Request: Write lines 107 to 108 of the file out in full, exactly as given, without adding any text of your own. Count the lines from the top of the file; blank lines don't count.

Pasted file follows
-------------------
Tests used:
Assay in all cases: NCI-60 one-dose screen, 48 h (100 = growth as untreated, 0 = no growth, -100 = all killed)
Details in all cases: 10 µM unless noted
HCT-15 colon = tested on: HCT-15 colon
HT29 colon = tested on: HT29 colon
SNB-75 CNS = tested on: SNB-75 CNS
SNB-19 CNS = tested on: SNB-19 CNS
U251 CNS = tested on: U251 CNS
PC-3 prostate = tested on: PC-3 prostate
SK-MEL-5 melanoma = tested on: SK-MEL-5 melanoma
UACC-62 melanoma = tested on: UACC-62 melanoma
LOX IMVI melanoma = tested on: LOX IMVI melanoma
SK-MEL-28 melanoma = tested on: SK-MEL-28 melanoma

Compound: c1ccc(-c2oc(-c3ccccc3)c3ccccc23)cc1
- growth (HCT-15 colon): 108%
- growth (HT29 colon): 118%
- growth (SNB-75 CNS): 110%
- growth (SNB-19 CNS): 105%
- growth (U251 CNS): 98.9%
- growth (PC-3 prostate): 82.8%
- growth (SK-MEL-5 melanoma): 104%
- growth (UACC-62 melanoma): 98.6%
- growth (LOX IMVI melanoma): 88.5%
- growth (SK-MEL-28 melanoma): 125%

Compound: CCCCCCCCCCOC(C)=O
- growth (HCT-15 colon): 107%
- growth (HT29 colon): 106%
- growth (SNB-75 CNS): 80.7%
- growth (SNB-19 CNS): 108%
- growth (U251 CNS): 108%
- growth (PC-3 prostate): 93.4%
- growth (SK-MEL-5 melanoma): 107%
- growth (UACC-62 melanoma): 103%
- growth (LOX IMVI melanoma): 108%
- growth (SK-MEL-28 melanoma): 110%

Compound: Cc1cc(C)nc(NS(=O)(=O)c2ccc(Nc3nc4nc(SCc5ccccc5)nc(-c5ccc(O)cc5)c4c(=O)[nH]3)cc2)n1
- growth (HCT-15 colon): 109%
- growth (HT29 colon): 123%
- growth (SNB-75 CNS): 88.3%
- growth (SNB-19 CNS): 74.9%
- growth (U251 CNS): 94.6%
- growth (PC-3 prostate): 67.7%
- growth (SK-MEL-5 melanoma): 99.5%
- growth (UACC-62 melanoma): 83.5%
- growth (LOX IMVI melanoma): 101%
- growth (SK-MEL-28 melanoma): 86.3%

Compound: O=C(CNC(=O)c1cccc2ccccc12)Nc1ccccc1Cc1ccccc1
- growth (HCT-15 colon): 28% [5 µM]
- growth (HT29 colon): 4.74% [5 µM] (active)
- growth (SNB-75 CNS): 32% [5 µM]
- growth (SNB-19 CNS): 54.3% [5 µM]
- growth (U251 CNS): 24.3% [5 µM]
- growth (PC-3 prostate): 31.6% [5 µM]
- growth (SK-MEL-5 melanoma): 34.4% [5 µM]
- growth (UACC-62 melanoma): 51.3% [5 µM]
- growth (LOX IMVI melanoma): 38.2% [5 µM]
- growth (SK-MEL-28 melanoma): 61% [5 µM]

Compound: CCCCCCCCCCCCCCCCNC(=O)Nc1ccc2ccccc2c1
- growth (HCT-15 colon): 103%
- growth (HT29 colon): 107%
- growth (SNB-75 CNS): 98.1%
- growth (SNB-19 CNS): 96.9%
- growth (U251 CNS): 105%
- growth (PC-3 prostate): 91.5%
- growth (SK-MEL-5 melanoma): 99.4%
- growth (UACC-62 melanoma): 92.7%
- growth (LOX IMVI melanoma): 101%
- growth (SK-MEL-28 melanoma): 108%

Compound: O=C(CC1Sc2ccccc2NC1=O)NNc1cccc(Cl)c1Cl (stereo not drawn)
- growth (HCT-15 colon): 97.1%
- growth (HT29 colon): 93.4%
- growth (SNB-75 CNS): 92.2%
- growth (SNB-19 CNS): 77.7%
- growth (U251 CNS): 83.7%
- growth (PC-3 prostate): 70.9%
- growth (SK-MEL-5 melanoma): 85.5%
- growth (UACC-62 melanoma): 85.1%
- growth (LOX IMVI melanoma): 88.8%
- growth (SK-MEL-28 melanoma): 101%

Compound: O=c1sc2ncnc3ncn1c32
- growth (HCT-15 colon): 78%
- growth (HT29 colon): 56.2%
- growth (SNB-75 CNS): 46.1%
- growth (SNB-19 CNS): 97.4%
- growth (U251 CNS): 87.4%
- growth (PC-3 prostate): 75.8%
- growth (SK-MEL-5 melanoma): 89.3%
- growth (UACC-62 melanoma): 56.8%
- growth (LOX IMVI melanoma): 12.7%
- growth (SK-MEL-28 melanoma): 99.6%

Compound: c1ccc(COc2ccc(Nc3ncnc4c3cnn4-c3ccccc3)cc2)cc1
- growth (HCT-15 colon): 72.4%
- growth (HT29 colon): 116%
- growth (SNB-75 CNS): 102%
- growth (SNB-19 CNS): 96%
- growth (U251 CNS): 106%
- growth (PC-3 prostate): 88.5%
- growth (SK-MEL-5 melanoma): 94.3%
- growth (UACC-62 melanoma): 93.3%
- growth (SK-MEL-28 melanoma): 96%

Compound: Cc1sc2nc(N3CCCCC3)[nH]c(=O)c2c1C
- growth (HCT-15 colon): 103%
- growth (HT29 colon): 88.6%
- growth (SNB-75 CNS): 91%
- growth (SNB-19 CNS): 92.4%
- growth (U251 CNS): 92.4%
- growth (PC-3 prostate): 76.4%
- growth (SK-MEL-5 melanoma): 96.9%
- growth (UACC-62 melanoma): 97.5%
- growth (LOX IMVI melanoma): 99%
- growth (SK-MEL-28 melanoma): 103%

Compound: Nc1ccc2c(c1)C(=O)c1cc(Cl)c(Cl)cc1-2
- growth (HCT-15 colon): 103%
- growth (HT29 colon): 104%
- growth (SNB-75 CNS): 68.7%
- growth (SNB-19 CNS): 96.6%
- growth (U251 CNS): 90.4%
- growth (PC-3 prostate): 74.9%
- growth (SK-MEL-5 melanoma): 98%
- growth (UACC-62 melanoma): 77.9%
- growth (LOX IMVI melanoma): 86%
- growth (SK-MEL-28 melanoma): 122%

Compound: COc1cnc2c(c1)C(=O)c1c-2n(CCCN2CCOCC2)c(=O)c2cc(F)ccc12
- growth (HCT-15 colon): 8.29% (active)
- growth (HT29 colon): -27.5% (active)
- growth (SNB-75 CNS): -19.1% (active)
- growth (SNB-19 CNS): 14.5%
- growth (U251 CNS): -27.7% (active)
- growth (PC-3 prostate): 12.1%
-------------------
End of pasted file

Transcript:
- growth (PC-3 prostate): 76.4%
- growth (SK-MEL-5 melanoma): 96.9%